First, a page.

I'd like to get a little rant out of the way. I'm fed up, and have to put my two cent out there.
I'm guessing this view won't be popular (nor will the silly things I fawn over in this post), but nothing is worse than exotic animal print. Cheetah, tiger and leopard. Nothing worse. Sorry, Elsie de Wolfe, but the age of leopard upholstered footstools has passed. I just wish I could get everyone else to agree with me. Could anything be more repellent? And frankly kinda matronly, at this point ... no offense to the matrons.
I'm a big fan of real materials.
That bit of pontificating out of the way, can I blame this passion for all things furry and tack-studded on my family history, and exposure to cowhide upholstered facades at an early age (alla Wort Hotel)? Whatever the cause, I love incongruously furry objects. I lust for a German tornister ...
And would gladly join Oppenheim for tea in porcelain glazed with Chinese gazelle:
So imagine my delight when Steven and I found this at the Scituate Art Fair:
Wait, what's that? Is that an ... NH?!? As in, Nick Heywood?
But why, oh why, did the condition have to be soooo appalling? I almost broke down and got it anyway, but it looked like something wicked had been chewing on it, and the whole thing was kind of mangy. But oh, I'll never forget what might have been. I think it was probably from the first or second quarter of the 19th century, and I would guess that it's covered in pony skin, but really don't know.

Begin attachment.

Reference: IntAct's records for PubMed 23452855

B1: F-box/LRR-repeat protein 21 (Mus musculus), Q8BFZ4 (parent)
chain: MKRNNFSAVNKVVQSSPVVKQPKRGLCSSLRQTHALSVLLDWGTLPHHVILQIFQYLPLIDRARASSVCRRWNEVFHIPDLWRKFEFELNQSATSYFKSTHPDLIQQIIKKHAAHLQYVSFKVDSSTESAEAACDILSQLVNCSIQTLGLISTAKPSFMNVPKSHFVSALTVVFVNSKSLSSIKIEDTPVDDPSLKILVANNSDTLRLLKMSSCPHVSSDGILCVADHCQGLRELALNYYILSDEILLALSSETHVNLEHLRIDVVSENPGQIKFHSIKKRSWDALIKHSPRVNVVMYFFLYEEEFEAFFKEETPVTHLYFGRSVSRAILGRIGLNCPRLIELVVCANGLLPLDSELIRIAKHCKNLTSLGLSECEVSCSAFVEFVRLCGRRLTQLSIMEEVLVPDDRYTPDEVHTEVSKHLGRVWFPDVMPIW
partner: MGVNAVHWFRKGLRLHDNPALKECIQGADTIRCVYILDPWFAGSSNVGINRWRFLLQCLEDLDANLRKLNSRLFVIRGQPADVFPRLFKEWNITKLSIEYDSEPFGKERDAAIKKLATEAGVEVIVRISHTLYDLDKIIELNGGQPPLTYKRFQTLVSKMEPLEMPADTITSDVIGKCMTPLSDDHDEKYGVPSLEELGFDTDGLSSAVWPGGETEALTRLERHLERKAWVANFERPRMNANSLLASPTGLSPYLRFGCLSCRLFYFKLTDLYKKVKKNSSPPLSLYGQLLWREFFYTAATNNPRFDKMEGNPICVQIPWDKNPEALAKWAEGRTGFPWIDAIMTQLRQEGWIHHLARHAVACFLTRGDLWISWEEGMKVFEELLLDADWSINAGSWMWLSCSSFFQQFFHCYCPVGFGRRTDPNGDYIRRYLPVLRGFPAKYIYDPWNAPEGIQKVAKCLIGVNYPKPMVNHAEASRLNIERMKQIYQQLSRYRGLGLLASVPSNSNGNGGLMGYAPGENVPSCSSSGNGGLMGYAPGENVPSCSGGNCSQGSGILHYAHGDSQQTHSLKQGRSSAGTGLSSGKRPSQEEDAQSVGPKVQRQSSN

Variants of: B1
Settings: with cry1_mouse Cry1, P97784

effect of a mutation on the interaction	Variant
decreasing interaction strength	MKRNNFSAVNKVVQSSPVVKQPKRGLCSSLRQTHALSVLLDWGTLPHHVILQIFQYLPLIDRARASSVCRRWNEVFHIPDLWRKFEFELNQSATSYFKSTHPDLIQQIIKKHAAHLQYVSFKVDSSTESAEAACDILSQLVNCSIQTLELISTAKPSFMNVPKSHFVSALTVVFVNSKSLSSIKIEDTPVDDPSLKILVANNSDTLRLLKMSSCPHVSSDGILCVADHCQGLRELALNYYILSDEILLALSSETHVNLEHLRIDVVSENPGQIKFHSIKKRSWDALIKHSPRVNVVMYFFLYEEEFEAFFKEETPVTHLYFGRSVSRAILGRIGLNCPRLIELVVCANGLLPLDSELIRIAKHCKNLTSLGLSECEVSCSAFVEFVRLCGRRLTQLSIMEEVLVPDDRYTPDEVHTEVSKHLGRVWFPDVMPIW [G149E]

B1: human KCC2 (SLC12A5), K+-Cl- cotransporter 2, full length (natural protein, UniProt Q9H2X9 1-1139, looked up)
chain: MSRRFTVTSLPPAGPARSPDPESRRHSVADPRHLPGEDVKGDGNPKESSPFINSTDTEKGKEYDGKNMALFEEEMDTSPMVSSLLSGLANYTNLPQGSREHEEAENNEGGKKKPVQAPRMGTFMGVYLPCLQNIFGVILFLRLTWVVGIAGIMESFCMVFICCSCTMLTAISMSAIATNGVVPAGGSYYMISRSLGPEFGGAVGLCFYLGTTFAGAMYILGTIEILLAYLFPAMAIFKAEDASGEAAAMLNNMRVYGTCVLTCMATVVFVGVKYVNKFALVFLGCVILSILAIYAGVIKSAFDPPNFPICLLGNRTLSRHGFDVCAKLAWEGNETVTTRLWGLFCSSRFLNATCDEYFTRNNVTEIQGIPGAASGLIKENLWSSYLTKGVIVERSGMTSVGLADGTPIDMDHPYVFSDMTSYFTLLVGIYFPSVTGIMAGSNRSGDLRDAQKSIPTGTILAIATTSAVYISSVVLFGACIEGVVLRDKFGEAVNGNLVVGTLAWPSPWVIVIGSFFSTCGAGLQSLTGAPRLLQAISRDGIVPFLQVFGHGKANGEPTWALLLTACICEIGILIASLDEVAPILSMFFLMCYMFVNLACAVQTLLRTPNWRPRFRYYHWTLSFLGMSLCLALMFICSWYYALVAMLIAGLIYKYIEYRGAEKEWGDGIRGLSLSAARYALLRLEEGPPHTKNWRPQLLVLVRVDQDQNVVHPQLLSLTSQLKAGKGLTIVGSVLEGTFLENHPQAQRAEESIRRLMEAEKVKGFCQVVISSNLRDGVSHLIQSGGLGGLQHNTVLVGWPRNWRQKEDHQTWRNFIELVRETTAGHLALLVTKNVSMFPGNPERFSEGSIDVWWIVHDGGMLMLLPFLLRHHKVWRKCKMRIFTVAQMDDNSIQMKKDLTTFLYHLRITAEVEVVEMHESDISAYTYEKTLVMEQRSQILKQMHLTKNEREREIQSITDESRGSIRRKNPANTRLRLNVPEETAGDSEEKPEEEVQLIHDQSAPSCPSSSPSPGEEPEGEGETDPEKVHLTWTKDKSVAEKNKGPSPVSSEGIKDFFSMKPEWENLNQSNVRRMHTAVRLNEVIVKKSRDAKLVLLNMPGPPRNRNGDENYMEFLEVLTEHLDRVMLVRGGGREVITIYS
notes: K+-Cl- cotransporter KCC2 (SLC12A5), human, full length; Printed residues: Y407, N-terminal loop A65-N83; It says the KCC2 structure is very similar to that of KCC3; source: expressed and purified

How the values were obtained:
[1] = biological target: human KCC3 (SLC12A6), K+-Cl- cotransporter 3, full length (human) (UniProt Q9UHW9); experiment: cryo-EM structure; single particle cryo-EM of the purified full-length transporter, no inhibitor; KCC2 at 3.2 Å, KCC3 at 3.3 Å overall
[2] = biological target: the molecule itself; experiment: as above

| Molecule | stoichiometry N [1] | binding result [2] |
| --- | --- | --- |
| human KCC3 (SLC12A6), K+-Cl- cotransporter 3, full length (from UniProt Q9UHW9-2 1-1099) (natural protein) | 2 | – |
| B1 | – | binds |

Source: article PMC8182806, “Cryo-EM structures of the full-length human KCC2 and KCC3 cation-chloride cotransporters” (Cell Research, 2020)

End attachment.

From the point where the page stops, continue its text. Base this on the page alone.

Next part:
Reminds me of one of my favorite passages in Diana Vreeland's incomparable memoir, DV, where she talks about how she used to strap a chest covered in reindeer hide to the back of her Bugatti (before the days of the integrated trunk) for picnics. The past really was better. Or look at this fantastic seating around the perimeter of an auditorium at the University of Aarhus, in Denmark (my apologies for the reflection):
Or altar stool in one of architect Gunnar Asplund's chapels at the Woodland Cemetery in Stockholm, covered in sealskin:
I feel the need to clarify here. All of these animals have been dead in excess of 50 years, and I see no point in burying their skins to make a point ... and I think they're pretty. I feel I should also say that I only care for skins used in an extremely tailored way: not at all into the millions of cowhides with irregular edges thrown all over the floor of wannabe modernists, with some Charlotte Perriand (oh, sorry, LeCorbusier) chaise -- faux-edgy is a sad thing, especially when the idea is 60 years old.
Geez Louise, I'm bitchy today. Sorry guys.
Though I must admit I'm into this staircase, and I can't for the life of me figure out why, except that it's in fawnskin, which I haven't seen before. I kinda love it:
Ugh, maybe I hate it. I'm torn.